By Jere Longman
OBBEN ISLAND, South Africa — Sedick Isaacs approached the infamous and windswept prison here, now closed, and pounded the door knock. His first trip here, on Dec. 1, 1964, had not been so voluntary or droll. He was bound in chains at the time and dumped out the back of a truck, not to leave for 13 years.
“When you got here, you were no longer a person, you were a thing,” Isaacs said.
One way that political prisoners maintained their humanity during the apartheid years in this notorious place was to form a soccer league, the Makana Football Association, which operated from 1969 until 1991 and which has received international attention in retrospect during the World Cup.
Soccer brought relief from the exhausting life of breaking rocks in a quarry. It conferred dignity on prisoners subjected to beatings and humiliating body-cavity searches and meals of thin porridge streaked with tracings of worms and bird droppings. It provided a means of resistance, organization and unity to leaders of rival political parties, the African National Congress and the Pan-Africanist Congress, who found in a game a means of bonding and harnessing their opposition to the apartheid system.
Jacob Zuma, now South Africa’s president, was a captain of the Rangers club, a sturdy defender and also a referee. Dikgang Moseneke, the deputy chief justice of South Africa’s Constitutional Court, drew up the league’s constitution and was its chairman. Steve Tshwete, another player, became the country’s first post-apartheid sports minister.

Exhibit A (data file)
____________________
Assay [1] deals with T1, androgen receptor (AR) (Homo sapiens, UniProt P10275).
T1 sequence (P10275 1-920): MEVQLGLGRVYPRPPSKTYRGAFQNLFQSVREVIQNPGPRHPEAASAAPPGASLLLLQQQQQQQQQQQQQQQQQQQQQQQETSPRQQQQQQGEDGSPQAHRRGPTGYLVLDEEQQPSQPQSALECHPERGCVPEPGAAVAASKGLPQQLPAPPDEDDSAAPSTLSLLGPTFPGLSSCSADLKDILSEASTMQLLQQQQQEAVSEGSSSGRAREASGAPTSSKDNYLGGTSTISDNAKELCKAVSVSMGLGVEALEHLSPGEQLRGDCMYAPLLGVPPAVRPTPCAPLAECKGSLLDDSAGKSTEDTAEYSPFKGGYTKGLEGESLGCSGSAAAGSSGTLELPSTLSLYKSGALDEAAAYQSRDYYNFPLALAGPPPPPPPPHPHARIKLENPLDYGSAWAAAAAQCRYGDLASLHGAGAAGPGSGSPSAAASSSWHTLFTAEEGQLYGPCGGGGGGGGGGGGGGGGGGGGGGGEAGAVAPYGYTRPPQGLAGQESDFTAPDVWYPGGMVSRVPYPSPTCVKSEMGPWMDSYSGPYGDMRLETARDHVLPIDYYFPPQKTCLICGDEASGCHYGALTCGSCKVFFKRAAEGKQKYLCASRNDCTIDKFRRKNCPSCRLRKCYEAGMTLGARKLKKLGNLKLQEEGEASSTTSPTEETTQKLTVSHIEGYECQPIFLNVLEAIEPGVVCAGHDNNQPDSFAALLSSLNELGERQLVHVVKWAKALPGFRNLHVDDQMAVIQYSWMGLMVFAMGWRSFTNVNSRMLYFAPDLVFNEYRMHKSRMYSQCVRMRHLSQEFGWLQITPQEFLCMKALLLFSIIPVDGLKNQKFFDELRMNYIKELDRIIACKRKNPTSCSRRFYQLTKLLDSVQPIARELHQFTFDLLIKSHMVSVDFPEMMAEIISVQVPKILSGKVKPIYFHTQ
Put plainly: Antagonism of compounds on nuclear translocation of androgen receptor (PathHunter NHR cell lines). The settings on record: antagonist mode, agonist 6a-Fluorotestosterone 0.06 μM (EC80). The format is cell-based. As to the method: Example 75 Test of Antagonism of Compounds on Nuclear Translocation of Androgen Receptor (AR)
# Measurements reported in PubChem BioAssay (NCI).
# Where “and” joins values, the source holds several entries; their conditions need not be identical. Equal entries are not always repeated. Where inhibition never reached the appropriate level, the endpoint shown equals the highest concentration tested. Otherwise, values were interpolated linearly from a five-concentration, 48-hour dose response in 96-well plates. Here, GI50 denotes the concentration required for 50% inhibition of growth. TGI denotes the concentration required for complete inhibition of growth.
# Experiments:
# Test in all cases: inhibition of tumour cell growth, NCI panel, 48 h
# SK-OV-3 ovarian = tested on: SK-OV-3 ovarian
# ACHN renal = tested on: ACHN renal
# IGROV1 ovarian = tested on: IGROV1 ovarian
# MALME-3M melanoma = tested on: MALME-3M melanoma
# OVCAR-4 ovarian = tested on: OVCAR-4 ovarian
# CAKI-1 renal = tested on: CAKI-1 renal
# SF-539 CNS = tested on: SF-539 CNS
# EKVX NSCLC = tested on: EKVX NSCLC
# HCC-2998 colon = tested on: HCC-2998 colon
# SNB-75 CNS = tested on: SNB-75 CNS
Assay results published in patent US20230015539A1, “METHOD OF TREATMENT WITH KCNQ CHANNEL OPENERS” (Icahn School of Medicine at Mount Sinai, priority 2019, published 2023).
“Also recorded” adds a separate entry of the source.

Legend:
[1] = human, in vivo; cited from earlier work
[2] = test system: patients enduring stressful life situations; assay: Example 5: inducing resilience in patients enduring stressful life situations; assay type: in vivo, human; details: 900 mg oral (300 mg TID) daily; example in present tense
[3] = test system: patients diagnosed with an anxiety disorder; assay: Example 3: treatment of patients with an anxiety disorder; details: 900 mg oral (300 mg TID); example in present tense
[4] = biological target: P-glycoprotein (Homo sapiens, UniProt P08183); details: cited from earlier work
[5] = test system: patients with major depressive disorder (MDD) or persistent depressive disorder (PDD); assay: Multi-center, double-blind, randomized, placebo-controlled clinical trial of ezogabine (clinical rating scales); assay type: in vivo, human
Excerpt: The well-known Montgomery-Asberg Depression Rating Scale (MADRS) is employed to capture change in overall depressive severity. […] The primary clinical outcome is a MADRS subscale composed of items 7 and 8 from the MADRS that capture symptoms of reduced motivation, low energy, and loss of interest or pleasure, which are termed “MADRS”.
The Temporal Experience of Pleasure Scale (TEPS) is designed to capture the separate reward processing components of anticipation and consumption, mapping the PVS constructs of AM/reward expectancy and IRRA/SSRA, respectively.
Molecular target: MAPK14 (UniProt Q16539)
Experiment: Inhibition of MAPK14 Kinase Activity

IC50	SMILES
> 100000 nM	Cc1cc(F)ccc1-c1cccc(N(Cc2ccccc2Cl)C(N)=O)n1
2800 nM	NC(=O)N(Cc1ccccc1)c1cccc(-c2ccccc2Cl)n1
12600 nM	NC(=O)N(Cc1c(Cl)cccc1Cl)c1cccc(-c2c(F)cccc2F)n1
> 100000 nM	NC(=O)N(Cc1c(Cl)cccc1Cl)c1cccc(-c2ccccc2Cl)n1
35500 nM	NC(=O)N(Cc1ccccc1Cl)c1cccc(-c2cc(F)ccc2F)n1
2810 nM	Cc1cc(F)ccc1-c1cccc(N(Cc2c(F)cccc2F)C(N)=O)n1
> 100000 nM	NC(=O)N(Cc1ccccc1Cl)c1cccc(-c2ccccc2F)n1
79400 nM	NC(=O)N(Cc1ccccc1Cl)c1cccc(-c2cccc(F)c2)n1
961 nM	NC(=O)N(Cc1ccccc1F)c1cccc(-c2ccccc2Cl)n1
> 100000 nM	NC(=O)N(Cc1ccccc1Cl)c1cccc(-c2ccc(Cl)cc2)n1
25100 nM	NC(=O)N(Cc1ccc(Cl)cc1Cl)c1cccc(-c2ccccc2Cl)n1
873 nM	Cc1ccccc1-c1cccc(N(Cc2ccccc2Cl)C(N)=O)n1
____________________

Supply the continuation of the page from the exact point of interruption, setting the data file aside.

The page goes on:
“These men believed that there would be a free South Africa while they were still alive,” said Chuck Korr, an emeritus professor of history at the University of Missouri at St. Louis and a co-author of a book about the soccer league called “More Than Just a Game.”
“They had every reason to believe that if it wasn’t them, it would be people like them who would have to provide the administrative backbone,” Korr said. “The cliché that sport trains you for life — no, it doesn’t, but in this case, it did.”
Nelson Mandela, the former president of South Africa who spent 18 of his 27 years of incarceration on Robben Island, was kept in an isolation unit and not allowed to play soccer. In the 1970s, a wall was built to keep him and others in the unit from even watching games, Korr said. Yet eventually Mandela’s moral authority, as much as anything, would win the hosting of the 2010 World Cup for South Africa.
“South Africa wouldn’t be free if not for what generations of men went through on Robben Island,” Korr said in an interview in Port Elizabeth, on the country’s southeastern coast. “I know very few former prisoners who think they could have gotten off the island in the same emotional state had it not been for the existence of football. I think you can make a really good case that the Makana F.A. is the genesis of having the World Cup here.”
Robben Island sits about four and a half miles off Cape Town in the cold, treacherous waters of the Atlantic. Table Mountain is visible from the two remnant soccer fields at the former prison, a beautiful and taunting site for those once incarcerated there.
On Sunday afternoon, Isaacs, a scientist, visited the prison with a reporter and a photographer, as he sometimes does, amused that tourists now pay to come to a place that he desperately longed to leave for more than a decade.
“One of life’s ironies, isn’t it?” he said.
At 70, the lanky Isaacs wears his hair in a boyish mop, which belies the profile of political prisoner 883/64, as he was known when brought here on charges of making explosives.
He holds a Ph.D. in epidemiology and is the president of the African region of an association that applies mathematics, statistics and computer methods to health issues. Yet Isaacs is perhaps most widely known as the former director of the Robben Island prisoners’ sports and recreation unit, helping to introduce sports like soccer, rugby, tennis and even a version of the Summer Olympics.